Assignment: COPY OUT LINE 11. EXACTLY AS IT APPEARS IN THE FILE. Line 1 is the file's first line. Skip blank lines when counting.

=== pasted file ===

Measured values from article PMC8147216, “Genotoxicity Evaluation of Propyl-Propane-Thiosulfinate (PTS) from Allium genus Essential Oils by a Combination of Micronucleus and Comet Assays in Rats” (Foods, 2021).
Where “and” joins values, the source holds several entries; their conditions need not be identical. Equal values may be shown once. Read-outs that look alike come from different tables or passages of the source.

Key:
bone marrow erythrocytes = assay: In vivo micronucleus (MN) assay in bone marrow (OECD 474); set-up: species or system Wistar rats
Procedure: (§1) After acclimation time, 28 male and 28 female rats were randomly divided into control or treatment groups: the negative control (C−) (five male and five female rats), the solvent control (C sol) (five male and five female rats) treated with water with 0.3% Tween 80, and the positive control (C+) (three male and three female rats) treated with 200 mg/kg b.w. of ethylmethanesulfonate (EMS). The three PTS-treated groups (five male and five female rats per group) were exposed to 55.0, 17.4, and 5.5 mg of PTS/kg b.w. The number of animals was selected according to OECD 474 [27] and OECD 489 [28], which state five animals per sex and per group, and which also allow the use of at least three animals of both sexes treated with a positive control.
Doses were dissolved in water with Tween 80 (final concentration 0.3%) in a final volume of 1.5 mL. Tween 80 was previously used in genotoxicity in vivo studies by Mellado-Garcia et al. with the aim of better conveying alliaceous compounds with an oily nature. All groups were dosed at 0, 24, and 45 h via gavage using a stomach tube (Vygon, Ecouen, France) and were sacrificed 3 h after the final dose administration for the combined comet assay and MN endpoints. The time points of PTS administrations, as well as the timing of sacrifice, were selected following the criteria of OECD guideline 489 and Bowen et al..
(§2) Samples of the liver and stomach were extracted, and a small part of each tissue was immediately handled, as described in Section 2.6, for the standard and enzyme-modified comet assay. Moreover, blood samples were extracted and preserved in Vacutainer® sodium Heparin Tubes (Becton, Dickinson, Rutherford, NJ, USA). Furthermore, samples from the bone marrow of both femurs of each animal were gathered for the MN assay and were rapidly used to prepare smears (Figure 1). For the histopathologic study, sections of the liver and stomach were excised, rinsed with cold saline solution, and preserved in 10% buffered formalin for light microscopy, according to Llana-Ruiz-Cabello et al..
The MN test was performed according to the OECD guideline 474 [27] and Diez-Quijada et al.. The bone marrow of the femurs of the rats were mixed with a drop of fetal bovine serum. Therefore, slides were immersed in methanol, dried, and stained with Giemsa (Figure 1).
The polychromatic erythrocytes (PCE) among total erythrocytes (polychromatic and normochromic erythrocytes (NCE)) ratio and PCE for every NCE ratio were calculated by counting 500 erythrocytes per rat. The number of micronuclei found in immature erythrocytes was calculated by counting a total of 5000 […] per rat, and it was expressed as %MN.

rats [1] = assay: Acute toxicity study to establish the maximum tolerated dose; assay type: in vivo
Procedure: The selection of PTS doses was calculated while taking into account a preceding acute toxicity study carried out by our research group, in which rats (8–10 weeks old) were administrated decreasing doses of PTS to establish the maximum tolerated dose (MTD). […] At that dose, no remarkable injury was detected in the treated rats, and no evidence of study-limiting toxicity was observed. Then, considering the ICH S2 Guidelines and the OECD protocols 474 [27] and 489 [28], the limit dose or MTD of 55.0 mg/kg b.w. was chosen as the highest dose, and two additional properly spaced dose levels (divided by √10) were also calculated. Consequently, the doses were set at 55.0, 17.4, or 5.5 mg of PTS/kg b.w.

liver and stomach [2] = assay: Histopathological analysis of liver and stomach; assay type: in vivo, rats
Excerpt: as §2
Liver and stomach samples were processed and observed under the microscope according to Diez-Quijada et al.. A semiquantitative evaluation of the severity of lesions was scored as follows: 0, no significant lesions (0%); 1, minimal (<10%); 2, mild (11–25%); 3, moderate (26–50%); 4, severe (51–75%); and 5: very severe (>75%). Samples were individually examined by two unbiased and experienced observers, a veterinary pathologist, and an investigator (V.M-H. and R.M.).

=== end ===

Procedure: The selection of PTS doses was calculated while taking into account a preceding acute toxicity study carried out by our research group, in which rats (8–10 weeks old) were administrated decreasing doses of PTS to establish the maximum tolerated dose (MTD). […] At that dose, no remarkable injury was detected in the treated rats, and no evidence of study-limiting toxicity was observed. Then, considering the ICH S2 Guidelines and the OECD protocols 474 [27] and 489 [28], the limit dose or MTD of 55.0 mg/kg b.w. was chosen as the highest dose, and two additional properly spaced dose levels (divided by √10) were also calculated. Consequently, the doses were set at 55.0, 17.4, or 5.5 mg of PTS/kg b.w.